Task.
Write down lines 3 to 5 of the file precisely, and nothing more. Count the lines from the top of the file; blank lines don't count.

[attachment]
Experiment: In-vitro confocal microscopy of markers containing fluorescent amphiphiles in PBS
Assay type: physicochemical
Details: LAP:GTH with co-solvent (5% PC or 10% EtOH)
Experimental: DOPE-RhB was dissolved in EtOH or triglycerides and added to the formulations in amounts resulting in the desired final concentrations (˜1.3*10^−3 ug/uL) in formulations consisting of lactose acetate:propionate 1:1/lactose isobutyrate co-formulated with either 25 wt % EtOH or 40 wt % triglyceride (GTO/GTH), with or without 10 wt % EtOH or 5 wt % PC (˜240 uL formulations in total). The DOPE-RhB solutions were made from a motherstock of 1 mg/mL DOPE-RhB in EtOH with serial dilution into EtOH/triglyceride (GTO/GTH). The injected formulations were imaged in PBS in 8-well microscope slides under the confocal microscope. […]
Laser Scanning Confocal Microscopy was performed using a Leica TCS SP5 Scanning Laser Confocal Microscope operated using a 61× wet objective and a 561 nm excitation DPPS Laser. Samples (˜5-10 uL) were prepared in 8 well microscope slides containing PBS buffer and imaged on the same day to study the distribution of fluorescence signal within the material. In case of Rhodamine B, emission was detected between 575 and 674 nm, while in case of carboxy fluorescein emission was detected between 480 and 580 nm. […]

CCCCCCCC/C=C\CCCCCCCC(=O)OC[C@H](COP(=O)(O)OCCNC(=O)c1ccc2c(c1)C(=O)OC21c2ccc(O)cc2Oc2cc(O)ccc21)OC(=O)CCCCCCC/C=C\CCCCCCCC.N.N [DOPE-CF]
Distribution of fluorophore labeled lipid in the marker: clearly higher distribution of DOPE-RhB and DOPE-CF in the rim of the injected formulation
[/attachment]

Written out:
Details: LAP:GTH with co-solvent (5% PC or 10% EtOH)
Experimental: DOPE-RhB was dissolved in EtOH or triglycerides and added to the formulations in amounts resulting in the desired final concentrations (˜1.3*10^−3 ug/uL) in formulations consisting of lactose acetate:propionate 1:1/lactose isobutyrate co-formulated with either 25 wt % EtOH or 40 wt % triglyceride (GTO/GTH), with or without 10 wt % EtOH or 5 wt % PC (˜240 uL formulations in total). The DOPE-RhB solutions were made from a motherstock of 1 mg/mL DOPE-RhB in EtOH with serial dilution into EtOH/triglyceride (GTO/GTH). The injected formulations were imaged in PBS in 8-well microscope slides under the confocal microscope. […]
Laser Scanning Confocal Microscopy was performed using a Leica TCS SP5 Scanning Laser Confocal Microscope operated using a 61× wet objective and a 561 nm excitation DPPS Laser. Samples (˜5-10 uL) were prepared in 8 well microscope slides containing PBS buffer and imaged on the same day to study the distribution of fluorescence signal within the material. In case of Rhodamine B, emission was detected between 575 and 674 nm, while in case of carboxy fluorescein emission was detected between 480 and 580 nm. […]